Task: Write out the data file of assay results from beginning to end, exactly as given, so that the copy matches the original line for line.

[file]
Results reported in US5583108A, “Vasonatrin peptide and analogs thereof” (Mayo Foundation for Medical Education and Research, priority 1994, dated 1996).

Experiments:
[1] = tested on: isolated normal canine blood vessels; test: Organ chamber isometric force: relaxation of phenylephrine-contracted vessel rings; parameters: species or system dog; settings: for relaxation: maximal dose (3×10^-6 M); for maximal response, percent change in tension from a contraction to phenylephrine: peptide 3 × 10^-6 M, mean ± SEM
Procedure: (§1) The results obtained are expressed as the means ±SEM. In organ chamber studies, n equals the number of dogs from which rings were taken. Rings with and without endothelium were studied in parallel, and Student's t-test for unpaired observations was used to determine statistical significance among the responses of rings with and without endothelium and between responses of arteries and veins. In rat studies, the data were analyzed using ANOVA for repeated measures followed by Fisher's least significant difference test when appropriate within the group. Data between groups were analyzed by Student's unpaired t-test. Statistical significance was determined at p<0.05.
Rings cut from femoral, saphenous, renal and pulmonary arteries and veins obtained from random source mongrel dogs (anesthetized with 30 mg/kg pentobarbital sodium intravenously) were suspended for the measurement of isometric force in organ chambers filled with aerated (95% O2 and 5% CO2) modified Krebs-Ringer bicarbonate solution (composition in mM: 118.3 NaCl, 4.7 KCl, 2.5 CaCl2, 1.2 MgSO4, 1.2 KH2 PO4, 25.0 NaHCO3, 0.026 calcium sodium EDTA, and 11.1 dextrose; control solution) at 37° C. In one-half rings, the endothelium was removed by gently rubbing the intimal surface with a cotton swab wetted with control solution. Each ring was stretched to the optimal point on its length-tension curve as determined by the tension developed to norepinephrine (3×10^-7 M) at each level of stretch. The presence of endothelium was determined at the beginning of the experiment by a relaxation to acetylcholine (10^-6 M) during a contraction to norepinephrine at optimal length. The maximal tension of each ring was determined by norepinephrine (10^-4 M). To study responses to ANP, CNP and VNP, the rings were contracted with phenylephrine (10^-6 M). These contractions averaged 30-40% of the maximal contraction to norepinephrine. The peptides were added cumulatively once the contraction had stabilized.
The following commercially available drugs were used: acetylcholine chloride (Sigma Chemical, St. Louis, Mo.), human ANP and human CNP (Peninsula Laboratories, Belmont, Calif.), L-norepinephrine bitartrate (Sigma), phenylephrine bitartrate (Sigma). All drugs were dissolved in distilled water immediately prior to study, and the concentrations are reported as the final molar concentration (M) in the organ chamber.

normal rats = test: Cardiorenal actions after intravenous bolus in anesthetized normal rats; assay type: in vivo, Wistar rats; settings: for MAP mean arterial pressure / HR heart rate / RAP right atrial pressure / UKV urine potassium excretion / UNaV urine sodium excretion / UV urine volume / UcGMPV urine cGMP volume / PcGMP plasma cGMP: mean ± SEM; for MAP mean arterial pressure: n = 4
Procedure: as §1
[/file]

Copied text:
Results reported in US5583108A, “Vasonatrin peptide and analogs thereof” (Mayo Foundation for Medical Education and Research, priority 1994, dated 1996).

Experiments:
[1] = tested on: isolated normal canine blood vessels; test: Organ chamber isometric force: relaxation of phenylephrine-contracted vessel rings; parameters: species or system dog; settings: for relaxation: maximal dose (3×10^-6 M); for maximal response, percent change in tension from a contraction to phenylephrine: peptide 3 × 10^-6 M, mean ± SEM
Procedure: (§1) The results obtained are expressed as the means ±SEM. In organ chamber studies, n equals the number of dogs from which rings were taken. Rings with and without endothelium were studied in parallel, and Student's t-test for unpaired observations was used to determine statistical significance among the responses of rings with and without endothelium and between responses of arteries and veins. In rat studies, the data were analyzed using ANOVA for repeated measures followed by Fisher's least significant difference test when appropriate within the group. Data between groups were analyzed by Student's unpaired t-test. Statistical significance was determined at p<0.05.
Rings cut from femoral, saphenous, renal and pulmonary arteries and veins obtained from random source mongrel dogs (anesthetized with 30 mg/kg pentobarbital sodium intravenously) were suspended for the measurement of isometric force in organ chambers filled with aerated (95% O2 and 5% CO2) modified Krebs-Ringer bicarbonate solution (composition in mM: 118.3 NaCl, 4.7 KCl, 2.5 CaCl2, 1.2 MgSO4, 1.2 KH2 PO4, 25.0 NaHCO3, 0.026 calcium sodium EDTA, and 11.1 dextrose; control solution) at 37° C. In one-half rings, the endothelium was removed by gently rubbing the intimal surface with a cotton swab wetted with control solution. Each ring was stretched to the optimal point on its length-tension curve as determined by the tension developed to norepinephrine (3×10^-7 M) at each level of stretch. The presence of endothelium was determined at the beginning of the experiment by a relaxation to acetylcholine (10^-6 M) during a contraction to norepinephrine at optimal length. The maximal tension of each ring was determined by norepinephrine (10^-4 M). To study responses to ANP, CNP and VNP, the rings were contracted with phenylephrine (10^-6 M). These contractions averaged 30-40% of the maximal contraction to norepinephrine. The peptides were added cumulatively once the contraction had stabilized.
The following commercially available drugs were used: acetylcholine chloride (Sigma Chemical, St. Louis, Mo.), human ANP and human CNP (Peninsula Laboratories, Belmont, Calif.), L-norepinephrine bitartrate (Sigma), phenylephrine bitartrate (Sigma). All drugs were dissolved in distilled water immediately prior to study, and the concentrations are reported as the final molar concentration (M) in the organ chamber.

normal rats = test: Cardiorenal actions after intravenous bolus in anesthetized normal rats; assay type: in vivo, Wistar rats; settings: for MAP mean arterial pressure / HR heart rate / RAP right atrial pressure / UKV urine potassium excretion / UNaV urine sodium excretion / UV urine volume / UcGMPV urine cGMP volume / PcGMP plasma cGMP: mean ± SEM; for MAP mean arterial pressure: n = 4
Procedure: as §1